Guess what, fellow millennials? We now have our own airline! And it’s pointedly targeted right at us, the elusively digital millennial demographic! #JOON (their branding; hashtag optional) is a new Air France brand meant to lure in digital-savvy travellers between the ages of 18 and 35. It’s not a low-cost alternative, but it does seem hip, based on its cel-shaded animations and abundant use of hashtags.
Back in May, Outpost announced we were looking for a new writer to join our ranks as a travel columnist—someone sharp, creative and funny, who could weave ideas into captivating stories for us and our readers. We were looking for one great writer. We wound up finding three. Well, actually, there were even more than that—we received well over 100 excellent submissions from writers based in Kenya, India, the Philippines, South Africa, Spain and beyond.
In honour of Canada’s 150th birthday, The CJN presents essays on 10 significant moments in Canadian Jewish history. With three Grammy awards, an estimated net worth of $100 million and more than 30-million followers on Instagram, Facebook and Twitter, there’s a solid case to call Drake – the hip-hop star who grew up as Audrey Graham in Toronto’s Forest Hill neighbourhood – the most influential Canadian Jew alive.
Muck Rack makes it simple to find people, tweets, or articles that mention any name, keyword, company, hashtag etc. We've compiled this guide to help you make the most of your search.
Selecting a term
Start searching tweets, articles from media outlets, articles mentioned in tweets, journalists'
names, titles and bios with some suggested searches:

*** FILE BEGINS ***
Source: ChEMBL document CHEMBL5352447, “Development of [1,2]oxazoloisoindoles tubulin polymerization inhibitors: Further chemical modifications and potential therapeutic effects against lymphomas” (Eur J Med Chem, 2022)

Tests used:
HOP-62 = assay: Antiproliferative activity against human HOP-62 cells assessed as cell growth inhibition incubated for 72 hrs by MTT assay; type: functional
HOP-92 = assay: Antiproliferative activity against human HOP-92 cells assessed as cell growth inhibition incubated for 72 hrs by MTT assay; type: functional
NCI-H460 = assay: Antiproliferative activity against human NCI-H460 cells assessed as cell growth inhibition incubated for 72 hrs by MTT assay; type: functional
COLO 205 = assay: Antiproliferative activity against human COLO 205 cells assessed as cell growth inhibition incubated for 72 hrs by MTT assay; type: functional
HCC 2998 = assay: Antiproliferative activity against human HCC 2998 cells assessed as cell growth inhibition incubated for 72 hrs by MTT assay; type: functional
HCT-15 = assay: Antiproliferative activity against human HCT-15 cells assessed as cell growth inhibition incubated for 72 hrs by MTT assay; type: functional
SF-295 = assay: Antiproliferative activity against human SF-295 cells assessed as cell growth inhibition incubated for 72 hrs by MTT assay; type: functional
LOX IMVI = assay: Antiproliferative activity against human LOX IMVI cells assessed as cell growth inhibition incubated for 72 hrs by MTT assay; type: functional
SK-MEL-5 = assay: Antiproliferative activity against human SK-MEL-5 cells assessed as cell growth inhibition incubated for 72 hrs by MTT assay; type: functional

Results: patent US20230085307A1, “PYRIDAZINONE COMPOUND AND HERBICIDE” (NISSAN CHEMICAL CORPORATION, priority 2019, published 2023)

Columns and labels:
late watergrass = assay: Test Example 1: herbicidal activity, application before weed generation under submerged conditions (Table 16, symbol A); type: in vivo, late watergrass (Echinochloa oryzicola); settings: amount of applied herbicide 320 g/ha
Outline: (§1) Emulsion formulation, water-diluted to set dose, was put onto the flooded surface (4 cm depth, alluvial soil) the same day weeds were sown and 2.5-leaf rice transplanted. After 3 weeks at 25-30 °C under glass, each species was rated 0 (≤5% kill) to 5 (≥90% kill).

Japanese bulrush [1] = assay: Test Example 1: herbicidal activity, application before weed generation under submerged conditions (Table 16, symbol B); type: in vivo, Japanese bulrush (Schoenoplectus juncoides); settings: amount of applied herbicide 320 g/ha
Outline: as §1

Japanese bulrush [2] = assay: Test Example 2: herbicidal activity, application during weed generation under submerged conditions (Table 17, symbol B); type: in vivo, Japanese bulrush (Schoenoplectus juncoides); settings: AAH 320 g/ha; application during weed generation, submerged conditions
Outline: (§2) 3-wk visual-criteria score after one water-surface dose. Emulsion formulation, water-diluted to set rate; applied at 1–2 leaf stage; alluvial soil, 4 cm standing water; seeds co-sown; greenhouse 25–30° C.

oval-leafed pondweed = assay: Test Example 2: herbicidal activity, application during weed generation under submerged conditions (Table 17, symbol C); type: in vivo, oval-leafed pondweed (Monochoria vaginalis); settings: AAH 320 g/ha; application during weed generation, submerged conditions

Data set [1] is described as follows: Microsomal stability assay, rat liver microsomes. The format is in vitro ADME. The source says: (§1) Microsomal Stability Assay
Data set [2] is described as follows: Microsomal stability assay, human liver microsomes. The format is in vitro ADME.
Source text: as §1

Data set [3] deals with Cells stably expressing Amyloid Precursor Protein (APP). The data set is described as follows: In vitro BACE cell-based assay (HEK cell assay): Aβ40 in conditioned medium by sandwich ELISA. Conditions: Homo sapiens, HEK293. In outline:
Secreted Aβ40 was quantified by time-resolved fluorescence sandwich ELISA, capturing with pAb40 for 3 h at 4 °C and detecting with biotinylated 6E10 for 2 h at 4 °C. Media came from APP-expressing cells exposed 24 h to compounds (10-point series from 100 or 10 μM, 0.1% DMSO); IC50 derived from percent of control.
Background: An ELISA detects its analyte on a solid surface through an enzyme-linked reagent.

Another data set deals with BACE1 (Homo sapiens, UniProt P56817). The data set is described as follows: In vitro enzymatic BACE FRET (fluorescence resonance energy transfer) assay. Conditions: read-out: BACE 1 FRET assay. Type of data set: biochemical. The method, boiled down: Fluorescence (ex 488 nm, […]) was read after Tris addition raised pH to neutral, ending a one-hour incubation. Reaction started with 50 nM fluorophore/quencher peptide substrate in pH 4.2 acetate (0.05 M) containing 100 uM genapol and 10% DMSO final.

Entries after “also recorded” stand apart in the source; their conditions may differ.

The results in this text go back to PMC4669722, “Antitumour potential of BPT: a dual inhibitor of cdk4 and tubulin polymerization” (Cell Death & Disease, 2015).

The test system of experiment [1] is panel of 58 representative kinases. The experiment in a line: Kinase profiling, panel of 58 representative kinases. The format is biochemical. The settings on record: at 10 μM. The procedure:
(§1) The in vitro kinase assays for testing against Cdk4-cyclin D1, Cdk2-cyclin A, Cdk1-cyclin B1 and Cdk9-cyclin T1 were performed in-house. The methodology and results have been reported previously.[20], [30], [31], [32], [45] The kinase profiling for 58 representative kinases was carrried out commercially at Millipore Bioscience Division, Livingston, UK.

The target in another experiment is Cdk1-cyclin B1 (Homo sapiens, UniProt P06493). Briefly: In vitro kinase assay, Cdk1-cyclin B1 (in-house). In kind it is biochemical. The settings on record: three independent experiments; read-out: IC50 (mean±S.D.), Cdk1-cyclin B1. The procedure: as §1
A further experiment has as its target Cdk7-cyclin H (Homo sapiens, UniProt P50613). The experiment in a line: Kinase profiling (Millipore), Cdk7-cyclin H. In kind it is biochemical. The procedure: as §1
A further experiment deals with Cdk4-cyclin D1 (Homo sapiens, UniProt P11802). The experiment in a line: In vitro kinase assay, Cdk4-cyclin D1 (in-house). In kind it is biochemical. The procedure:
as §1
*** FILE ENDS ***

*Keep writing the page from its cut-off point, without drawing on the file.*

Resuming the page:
Companies or Topics (e.g. iPhone, Microsoft)
Phrases (e.g. "cloud computing") — use quotes to keep the terms together
Twitter handles (e.g. @username) — returns those who have mentioned or replied to
Names (e.g. "David Pogue")
Hashtags (e.g. #sxsw, #london2012)
Bio details (e.g. vegan, Olympics, father)
Muck Rack's Advanced Search allows for many boolean operators.
Find results that mention multiple specified terms, use AND or
+. For example, ensure each result contains both Elon Musk and Mark Zuckerberg by
searching Obama AND Romney or Obama + Romney.
Use the operators OR or , to broaden your search when you'd like either of
multiple terms to appear in results. (This is the default behavior of our search when no operators
are used.) For example, search for democrat OR republican to find results that refer to
Democrats and/or Republicans.
Use NOT or - to subtract results from your search. For
example, searching Disney will yield results about the Walt Disney Company as well as Walt Disney
World Resort. To exclude mentions of Disney World, search for Disney -World or Disney
When using one of these operators with a phrase, enclose it in quotation marks. For example, you can
find results about smartphones excluding Apple's iPhone 4S by searching smartphone -"iPhone
Exact case matching or punctuation
If you're searching for a brand name or keyword that relies on specific punctuation marks or capitalization, you can
find results that match your exact query by adding matchcase: before the keyword you're searching for, like matchcase:E*TRADE .
Use parentheses to separate multiple
boolean phrases. For example, to find journalists talking about having fun in Disney World or
Disneyland, search for ("disney world" OR disneyland) AND fun.
An asterisk can be used to search for any variation of a root word truncated by the asterisk. For example, searching for admin* will return results for administrator, administration, administer, administered, etc.
A near operator is an AND operator where you can control the distance between the words. You can vary the distance the near operation uses by adding a forward slash and number (between 0-99) such as strawberries NEAR/10 "whipped cream", which means the strawberries must exist within 10 words of "whipped cream".